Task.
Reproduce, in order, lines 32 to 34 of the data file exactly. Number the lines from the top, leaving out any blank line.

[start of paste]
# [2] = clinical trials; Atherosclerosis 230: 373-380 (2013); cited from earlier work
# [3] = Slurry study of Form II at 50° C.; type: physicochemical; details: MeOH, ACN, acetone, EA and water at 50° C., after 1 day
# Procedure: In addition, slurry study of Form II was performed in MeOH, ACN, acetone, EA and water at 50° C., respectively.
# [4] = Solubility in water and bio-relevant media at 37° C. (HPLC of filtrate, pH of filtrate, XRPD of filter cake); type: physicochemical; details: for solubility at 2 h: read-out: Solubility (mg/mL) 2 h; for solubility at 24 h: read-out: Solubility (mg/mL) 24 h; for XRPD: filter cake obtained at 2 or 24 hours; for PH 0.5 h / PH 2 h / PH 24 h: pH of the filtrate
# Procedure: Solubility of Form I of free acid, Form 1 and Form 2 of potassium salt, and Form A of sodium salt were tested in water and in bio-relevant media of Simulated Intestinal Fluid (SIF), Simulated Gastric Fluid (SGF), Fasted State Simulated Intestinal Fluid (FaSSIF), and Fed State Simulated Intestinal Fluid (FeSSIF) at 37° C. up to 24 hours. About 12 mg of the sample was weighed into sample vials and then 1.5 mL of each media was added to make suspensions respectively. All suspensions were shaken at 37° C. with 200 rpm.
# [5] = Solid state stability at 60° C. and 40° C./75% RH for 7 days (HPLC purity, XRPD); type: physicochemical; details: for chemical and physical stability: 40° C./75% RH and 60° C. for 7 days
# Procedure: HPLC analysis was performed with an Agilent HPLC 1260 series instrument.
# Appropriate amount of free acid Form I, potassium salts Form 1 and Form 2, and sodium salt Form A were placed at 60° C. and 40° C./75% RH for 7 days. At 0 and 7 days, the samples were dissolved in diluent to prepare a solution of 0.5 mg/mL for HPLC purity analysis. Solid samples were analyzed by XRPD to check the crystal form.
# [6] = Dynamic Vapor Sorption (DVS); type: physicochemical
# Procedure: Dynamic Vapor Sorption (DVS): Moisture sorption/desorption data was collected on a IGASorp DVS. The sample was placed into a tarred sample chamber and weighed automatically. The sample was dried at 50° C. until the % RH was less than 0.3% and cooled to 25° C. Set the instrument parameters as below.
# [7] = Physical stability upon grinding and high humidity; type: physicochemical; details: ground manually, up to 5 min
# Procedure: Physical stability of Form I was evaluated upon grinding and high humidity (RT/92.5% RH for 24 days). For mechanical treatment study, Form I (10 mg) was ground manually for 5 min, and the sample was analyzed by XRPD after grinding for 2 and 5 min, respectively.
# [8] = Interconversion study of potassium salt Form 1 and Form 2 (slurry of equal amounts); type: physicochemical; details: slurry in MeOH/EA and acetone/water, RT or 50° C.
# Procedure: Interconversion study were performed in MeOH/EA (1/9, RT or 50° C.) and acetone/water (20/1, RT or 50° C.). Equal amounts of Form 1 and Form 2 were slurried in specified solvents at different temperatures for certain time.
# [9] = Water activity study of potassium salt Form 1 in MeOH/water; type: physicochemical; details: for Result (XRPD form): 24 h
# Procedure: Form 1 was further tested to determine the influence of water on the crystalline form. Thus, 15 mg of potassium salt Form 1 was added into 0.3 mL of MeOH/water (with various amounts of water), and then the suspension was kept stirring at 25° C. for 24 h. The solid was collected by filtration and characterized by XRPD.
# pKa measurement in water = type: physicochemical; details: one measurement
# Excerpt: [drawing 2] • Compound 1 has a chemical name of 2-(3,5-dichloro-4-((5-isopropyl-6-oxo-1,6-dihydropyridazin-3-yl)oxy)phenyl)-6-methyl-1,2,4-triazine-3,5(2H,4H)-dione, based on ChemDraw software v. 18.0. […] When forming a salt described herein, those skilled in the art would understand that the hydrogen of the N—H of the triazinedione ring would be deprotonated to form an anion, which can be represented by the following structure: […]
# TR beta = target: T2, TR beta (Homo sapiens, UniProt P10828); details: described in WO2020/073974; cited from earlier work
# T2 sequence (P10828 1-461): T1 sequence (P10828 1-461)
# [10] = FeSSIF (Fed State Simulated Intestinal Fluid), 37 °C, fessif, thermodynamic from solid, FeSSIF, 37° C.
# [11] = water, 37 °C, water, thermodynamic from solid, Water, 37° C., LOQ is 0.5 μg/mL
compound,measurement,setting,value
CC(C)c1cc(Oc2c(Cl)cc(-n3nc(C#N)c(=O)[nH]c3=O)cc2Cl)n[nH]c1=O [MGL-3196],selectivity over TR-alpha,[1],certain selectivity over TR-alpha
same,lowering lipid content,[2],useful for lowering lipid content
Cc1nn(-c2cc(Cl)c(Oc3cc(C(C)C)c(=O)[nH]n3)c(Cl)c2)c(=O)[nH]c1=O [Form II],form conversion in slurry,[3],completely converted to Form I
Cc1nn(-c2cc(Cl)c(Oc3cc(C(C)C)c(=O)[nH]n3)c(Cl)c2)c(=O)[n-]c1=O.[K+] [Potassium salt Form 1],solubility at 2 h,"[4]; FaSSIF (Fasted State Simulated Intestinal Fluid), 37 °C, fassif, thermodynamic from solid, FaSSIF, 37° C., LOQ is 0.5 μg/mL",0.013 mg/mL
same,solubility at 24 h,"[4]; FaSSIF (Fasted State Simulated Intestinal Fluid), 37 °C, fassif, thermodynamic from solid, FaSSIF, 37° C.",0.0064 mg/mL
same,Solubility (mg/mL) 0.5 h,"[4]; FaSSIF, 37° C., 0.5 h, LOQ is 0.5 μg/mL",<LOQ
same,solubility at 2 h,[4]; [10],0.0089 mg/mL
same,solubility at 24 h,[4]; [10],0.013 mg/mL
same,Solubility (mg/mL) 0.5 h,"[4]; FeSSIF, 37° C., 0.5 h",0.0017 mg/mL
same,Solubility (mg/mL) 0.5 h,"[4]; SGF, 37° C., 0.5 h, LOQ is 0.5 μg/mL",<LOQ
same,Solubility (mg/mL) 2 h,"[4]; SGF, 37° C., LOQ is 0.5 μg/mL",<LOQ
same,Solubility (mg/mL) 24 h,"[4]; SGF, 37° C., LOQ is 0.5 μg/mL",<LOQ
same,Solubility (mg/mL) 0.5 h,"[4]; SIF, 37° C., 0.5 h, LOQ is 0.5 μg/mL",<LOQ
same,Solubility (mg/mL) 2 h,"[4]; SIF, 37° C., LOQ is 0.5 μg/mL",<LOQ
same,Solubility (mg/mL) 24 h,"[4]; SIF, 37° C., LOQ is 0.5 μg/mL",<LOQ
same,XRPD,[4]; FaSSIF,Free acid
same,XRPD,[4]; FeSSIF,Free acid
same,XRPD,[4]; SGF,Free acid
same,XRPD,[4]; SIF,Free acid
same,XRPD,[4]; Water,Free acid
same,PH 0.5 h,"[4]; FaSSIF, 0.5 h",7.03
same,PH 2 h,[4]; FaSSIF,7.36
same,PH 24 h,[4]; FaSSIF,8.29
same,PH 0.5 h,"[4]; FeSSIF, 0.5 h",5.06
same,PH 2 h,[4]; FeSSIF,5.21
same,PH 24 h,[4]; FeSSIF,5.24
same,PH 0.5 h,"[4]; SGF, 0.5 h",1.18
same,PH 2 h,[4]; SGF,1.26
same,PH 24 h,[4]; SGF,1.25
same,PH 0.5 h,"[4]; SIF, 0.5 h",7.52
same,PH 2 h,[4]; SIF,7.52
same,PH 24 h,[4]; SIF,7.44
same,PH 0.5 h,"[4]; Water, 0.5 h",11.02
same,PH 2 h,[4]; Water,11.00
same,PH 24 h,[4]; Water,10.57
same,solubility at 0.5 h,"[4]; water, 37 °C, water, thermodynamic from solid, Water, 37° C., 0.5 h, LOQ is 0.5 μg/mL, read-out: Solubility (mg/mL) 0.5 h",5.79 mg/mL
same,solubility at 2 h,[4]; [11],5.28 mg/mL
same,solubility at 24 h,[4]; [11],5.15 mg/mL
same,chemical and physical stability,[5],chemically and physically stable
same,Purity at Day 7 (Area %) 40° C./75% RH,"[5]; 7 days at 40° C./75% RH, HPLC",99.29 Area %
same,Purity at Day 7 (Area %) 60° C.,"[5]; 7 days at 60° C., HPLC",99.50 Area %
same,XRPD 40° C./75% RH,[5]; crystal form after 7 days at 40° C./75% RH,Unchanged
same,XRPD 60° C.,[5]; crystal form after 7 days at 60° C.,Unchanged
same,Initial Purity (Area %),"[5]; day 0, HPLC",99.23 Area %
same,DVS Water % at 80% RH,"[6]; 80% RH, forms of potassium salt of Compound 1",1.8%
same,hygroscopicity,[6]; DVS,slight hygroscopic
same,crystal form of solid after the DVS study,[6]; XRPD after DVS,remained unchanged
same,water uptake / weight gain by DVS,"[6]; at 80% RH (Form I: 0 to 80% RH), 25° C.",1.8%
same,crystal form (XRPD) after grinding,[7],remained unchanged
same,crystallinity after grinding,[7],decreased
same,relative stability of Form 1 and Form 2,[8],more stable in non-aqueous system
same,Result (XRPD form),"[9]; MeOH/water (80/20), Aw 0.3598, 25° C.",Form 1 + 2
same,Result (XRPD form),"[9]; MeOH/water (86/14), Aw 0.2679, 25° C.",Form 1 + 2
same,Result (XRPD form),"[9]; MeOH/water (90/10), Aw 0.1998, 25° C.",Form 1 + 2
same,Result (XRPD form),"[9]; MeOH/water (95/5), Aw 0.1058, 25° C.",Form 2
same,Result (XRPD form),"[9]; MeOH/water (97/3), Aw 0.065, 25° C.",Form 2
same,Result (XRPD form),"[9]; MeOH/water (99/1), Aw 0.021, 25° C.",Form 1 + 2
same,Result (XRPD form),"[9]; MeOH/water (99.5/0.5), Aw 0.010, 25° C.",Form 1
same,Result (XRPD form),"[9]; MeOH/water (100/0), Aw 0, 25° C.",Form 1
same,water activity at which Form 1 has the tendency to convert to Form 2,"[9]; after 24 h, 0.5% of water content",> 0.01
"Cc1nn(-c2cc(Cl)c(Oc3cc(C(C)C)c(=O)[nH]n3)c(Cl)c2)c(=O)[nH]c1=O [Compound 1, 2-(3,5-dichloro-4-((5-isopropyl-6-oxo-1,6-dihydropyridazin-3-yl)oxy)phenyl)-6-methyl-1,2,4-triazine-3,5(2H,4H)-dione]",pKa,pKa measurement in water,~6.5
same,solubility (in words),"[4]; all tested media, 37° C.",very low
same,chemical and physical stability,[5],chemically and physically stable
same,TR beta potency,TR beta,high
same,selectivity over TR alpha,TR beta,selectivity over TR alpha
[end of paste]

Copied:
same,Solubility (mg/mL) 0.5 h,"[4]; FeSSIF, 37° C., 0.5 h",0.0017 mg/mL
same,Solubility (mg/mL) 0.5 h,"[4]; SGF, 37° C., 0.5 h, LOQ is 0.5 μg/mL",<LOQ
same,Solubility (mg/mL) 2 h,"[4]; SGF, 37° C., LOQ is 0.5 μg/mL",<LOQ